The World Wide Web at 30: Re-imagining a web built for children
Between 9 – 10 May, the Children’s Commissioner for England, Anne Longfield, hosted a conference on children’s digital rights at BBC Salford for ENOC – the network of Children’s Commissioners and Ombudsmen from all over Europe. Pupils from two local schools, Chorlton High School and Manchester Communication Academy, joined the conference for a session in which they put their questions to representatives of some of the biggest social media companies.
Chorlton High School kicked off the session by setting out what the digital world would look like if it was built for young people like them. Here is what they said (17 May 2019):
On behalf of the children in the UK, we thank you for inviting us here today and allowing our voices to be heard.
In the early 1980s, when Microsoft was first starting out, Bill Gates was quoted as saying that his vision for the future was to have a computer in every home in America. At the time all the experts said that this was not only a ridiculous idea, but that nobody would need a computer in their home, businesses are the only use for computers. Nearly 40 years on and this ‘ridiculous’ vision was not only realised, but was wildly naive. Now every person, young and old, rich and poor has a computer in their pocket. In just 40 years’ this technology has gone from science-fiction to the very fabric of modern society, normal for every user. But we ask, how much do we know about the impacts of this technology. Like Bill Gates in the 1980s, we can have a vision or an idea of how important or dangerous this technology is, but like Bill, will our ideas be wildly underestimated and will the impact be too great to comprehend.
As teenagers living in the 21st century we have grown up in a world connected. The internet was invented long before we were born. It made its way into our homes with our parents’ generation. We have never known a world without the internet, without YouTube, Google or Facebook. Our homework is done through trawling Wikipedia pages and not the aisles of our local library. We listen to music through streaming services such as Spotify, and not on our personal Walkman. We watch YouTube videos about literally everything. It is there if we want to understand a complicated science theorem or how to use makeup to contour our face. We use it when communicating with our friends across multiple platforms, SnapChat, Instagram, iMessage and WhatsApp, instead of having to ‘knock on’ or phone their home to see if they were coming out. We can communicate now more freely and more widespread than ever before. We have been born into the widest community of friends you could possibly imagine, THE DIGITAL WORLD.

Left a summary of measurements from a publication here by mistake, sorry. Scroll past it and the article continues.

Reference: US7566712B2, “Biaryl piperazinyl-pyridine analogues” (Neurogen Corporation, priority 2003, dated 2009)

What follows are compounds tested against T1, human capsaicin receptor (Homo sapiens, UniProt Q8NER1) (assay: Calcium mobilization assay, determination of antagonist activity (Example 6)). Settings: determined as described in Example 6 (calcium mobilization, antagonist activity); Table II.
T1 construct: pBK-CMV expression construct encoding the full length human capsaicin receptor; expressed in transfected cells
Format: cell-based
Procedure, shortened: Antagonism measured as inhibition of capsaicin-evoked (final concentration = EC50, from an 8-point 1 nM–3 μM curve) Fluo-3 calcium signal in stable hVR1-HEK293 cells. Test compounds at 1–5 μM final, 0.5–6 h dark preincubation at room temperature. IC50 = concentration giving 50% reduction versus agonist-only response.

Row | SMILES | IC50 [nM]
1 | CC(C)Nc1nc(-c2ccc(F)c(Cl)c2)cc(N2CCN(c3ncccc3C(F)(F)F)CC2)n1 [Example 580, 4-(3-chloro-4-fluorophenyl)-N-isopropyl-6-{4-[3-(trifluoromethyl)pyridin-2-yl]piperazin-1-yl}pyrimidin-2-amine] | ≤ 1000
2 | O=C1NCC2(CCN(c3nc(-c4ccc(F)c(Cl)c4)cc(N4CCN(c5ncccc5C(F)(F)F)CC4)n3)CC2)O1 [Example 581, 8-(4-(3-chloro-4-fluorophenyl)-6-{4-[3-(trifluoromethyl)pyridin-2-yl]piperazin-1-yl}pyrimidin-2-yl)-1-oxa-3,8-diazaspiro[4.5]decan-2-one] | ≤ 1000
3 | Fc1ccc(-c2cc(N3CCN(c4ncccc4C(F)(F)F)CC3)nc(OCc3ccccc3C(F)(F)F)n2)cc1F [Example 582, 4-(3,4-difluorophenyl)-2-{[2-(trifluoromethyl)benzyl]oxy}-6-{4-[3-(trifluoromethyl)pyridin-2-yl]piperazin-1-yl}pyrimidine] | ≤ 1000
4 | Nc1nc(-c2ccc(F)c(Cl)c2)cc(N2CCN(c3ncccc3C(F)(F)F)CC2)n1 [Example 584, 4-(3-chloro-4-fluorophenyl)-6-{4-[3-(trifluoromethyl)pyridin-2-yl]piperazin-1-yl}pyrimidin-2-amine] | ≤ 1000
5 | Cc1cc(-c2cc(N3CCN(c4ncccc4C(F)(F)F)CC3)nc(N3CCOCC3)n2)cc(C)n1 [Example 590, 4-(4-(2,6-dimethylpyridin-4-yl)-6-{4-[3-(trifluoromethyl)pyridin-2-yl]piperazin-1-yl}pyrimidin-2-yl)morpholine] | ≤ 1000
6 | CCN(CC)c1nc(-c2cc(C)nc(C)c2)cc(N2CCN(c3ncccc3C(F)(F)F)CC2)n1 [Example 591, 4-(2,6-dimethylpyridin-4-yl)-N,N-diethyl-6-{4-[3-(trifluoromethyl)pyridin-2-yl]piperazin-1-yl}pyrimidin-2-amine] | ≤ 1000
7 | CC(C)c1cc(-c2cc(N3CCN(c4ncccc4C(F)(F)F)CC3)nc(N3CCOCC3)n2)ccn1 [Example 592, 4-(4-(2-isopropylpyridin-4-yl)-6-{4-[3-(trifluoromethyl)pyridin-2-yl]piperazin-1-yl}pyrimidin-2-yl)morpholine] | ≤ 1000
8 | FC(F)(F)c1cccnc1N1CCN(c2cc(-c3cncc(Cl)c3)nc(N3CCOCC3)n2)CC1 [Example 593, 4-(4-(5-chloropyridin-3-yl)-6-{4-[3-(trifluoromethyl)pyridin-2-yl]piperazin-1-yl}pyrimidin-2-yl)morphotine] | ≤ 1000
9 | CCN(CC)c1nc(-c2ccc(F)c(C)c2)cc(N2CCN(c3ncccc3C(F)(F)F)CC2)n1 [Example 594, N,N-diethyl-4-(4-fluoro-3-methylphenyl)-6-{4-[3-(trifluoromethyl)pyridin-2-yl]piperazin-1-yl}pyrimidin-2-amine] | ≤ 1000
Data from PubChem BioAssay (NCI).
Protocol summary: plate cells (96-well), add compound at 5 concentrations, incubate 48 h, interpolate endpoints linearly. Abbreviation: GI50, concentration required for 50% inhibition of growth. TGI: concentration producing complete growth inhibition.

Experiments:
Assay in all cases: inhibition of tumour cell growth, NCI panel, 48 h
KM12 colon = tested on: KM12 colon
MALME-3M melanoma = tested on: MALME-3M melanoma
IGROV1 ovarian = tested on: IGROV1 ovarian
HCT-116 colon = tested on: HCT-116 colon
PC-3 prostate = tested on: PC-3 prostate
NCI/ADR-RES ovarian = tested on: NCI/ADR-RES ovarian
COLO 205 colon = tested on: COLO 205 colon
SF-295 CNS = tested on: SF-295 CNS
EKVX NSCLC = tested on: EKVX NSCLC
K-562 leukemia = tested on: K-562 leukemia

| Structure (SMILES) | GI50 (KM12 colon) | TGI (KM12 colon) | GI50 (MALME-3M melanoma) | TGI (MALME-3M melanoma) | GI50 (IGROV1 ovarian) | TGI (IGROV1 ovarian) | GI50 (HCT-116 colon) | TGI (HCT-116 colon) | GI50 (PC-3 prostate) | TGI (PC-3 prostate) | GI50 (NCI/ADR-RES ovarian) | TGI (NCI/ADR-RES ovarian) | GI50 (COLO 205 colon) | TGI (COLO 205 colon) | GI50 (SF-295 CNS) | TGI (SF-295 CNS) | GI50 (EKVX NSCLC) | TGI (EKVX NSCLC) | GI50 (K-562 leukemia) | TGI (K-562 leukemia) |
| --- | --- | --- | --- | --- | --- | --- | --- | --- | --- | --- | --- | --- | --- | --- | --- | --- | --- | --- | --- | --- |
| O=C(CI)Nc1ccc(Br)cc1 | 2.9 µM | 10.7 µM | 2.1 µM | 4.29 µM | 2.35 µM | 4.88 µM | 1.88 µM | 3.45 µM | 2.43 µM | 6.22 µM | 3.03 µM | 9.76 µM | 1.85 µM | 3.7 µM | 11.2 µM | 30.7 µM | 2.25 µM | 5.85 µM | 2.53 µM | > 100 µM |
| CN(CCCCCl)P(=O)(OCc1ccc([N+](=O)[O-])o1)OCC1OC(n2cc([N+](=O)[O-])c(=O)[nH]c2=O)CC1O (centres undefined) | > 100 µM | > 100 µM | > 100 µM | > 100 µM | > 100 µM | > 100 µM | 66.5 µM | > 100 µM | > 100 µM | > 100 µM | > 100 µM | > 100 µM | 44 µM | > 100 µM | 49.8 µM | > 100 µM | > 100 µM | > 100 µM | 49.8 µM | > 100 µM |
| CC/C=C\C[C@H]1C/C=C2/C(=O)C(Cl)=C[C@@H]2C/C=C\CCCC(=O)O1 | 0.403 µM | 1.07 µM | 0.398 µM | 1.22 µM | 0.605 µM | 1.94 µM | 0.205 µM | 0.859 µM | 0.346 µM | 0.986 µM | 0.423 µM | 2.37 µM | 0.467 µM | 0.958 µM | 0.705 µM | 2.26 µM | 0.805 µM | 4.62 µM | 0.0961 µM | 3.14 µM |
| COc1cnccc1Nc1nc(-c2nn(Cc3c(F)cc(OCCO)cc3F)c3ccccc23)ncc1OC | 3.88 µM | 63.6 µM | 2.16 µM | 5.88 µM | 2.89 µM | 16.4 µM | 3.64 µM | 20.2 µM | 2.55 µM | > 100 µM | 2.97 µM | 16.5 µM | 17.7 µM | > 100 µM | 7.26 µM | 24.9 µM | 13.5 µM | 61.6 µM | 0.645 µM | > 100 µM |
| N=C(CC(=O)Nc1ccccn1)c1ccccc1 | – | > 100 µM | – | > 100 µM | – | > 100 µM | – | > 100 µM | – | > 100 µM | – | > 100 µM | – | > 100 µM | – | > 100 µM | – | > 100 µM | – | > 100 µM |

The internet gives many children the opportunity to experience their rights outlined in the UNCRC: Article 13 – Freedom of expression; Article 15 – Freedom of association; Article 17 – Access to information from the media; Article 31 – leisure, play and culture.
Latest News from
Response to the Home and Foreign Secretaries regarding British children in Syria07/11/2019 12:10:00
Earlier this year Anne Longfield, Children’s Commissioner for England, wrote to the Home Secretary and Foreign Secretary regarding the safety and welfare of British children who have become involved in the conflict in Syria.
Marking 30 years of the UN Convention on the Rights of the Child with call on political parties to put the spotlight on children during election campaign05/11/2019 15:20:00
Anne Longfield, Children’s Commissioner for England, is calling on the political parties fighting the General Election to put the spotlight on children’s issues, as she joins the Children’s Commissioners for Scotland, Wales and Northern Ireland, in publishing an assessment of the UK’s progress on children’s rights.
Children’s Commissioner for England calls for changes to gambling laws as report into online gaming reveals children’s gambling fears22/10/2019 10:20:00
Anne Longfield, the Children’s Commissioner for England, is today (Tuesday) publishing a report, “Gaming the system’’ which looks at the experiences of children who play games online. The Children’s Commissioner’s Office commissioned the research company Revealing Reality to speak to groups of children who play online games like FIFA, Fortnite and Roblox about what they love and what worries them about gaming, both to shine a light on their experiences and to inform policy recommendations.
The state of child poverty and how we can tackle it Home > Latest17/10/2019 15:20:00
On the United Nations Day for Poverty Eradication we should never fail to be shocked that we are talking about child poverty when are one of the wealthiest countries on earth.
Children’s Commissioner for England response to CQC report on the state of care15/10/2019 13:20:00
Anne Longfield, the Children’s Commissioner for England, has responded to the CQC annual report into the state of care.
Almost one in five children left education at 18 last year without basic qualifications20/09/2019 15:20:00
Anne Longfield, the Children’s Commissioner for England, has published research looking at the number of children who leave the education system at 18 without reaching Level 2 attainment (five GCSEs grade A* to C, or equivalent technical qualifications).
Children’s manifesto calls on political parties to back six pledges to transform life chances for all kids10/09/2019 09:20:00
Anne Longfield, the Children’s Commissioner for England, has published ‘Guess How Much We Love You: A Manifesto for Children’ ahead of any upcoming General Election.
Anne Longfield responds to Government Spending Review04/09/2019 16:15:00
Anne Longfield, Children’s Commissioner for England, responded to the Government’s Spending Review